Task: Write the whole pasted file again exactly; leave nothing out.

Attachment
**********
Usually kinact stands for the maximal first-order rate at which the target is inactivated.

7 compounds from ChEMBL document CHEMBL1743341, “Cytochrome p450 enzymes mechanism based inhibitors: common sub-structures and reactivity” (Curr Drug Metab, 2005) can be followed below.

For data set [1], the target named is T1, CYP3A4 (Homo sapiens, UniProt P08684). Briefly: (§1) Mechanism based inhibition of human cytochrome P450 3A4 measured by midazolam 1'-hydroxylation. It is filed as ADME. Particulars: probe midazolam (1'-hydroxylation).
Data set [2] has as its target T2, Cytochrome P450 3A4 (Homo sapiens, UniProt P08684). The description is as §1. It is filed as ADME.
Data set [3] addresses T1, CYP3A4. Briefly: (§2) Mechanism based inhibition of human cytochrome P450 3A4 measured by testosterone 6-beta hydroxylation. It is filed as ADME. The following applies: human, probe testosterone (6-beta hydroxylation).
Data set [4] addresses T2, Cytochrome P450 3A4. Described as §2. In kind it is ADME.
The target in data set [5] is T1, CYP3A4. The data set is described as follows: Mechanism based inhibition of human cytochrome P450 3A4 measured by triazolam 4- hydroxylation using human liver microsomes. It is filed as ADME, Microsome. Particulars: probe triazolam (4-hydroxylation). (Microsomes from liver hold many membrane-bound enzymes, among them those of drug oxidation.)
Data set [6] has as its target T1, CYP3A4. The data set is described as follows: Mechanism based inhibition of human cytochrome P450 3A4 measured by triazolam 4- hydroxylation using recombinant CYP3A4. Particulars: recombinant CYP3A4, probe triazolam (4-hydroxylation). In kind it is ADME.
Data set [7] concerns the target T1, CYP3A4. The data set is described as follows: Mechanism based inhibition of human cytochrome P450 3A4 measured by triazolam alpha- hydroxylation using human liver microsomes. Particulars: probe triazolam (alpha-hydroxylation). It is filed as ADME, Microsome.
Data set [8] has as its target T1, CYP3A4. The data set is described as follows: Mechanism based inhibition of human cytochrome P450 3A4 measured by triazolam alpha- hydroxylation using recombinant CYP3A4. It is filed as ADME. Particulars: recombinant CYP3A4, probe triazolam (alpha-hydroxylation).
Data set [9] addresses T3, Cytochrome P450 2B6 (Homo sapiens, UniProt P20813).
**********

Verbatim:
Usually kinact stands for the maximal first-order rate at which the target is inactivated.

7 compounds from ChEMBL document CHEMBL1743341, “Cytochrome p450 enzymes mechanism based inhibitors: common sub-structures and reactivity” (Curr Drug Metab, 2005) can be followed below.

For data set [1], the target named is T1, CYP3A4 (Homo sapiens, UniProt P08684). Briefly: (§1) Mechanism based inhibition of human cytochrome P450 3A4 measured by midazolam 1'-hydroxylation. It is filed as ADME. Particulars: probe midazolam (1'-hydroxylation).
Data set [2] has as its target T2, Cytochrome P450 3A4 (Homo sapiens, UniProt P08684). The description is as §1. It is filed as ADME.
Data set [3] addresses T1, CYP3A4. Briefly: (§2) Mechanism based inhibition of human cytochrome P450 3A4 measured by testosterone 6-beta hydroxylation. It is filed as ADME. The following applies: human, probe testosterone (6-beta hydroxylation).
Data set [4] addresses T2, Cytochrome P450 3A4. Described as §2. In kind it is ADME.
The target in data set [5] is T1, CYP3A4. The data set is described as follows: Mechanism based inhibition of human cytochrome P450 3A4 measured by triazolam 4- hydroxylation using human liver microsomes. It is filed as ADME, Microsome. Particulars: probe triazolam (4-hydroxylation). (Microsomes from liver hold many membrane-bound enzymes, among them those of drug oxidation.)
Data set [6] has as its target T1, CYP3A4. The data set is described as follows: Mechanism based inhibition of human cytochrome P450 3A4 measured by triazolam 4- hydroxylation using recombinant CYP3A4. Particulars: recombinant CYP3A4, probe triazolam (4-hydroxylation). In kind it is ADME.
Data set [7] concerns the target T1, CYP3A4. The data set is described as follows: Mechanism based inhibition of human cytochrome P450 3A4 measured by triazolam alpha- hydroxylation using human liver microsomes. Particulars: probe triazolam (alpha-hydroxylation). It is filed as ADME, Microsome.
Data set [8] has as its target T1, CYP3A4. The data set is described as follows: Mechanism based inhibition of human cytochrome P450 3A4 measured by triazolam alpha- hydroxylation using recombinant CYP3A4. It is filed as ADME. Particulars: recombinant CYP3A4, probe triazolam (alpha-hydroxylation).
Data set [9] addresses T3, Cytochrome P450 2B6 (Homo sapiens, UniProt P20813).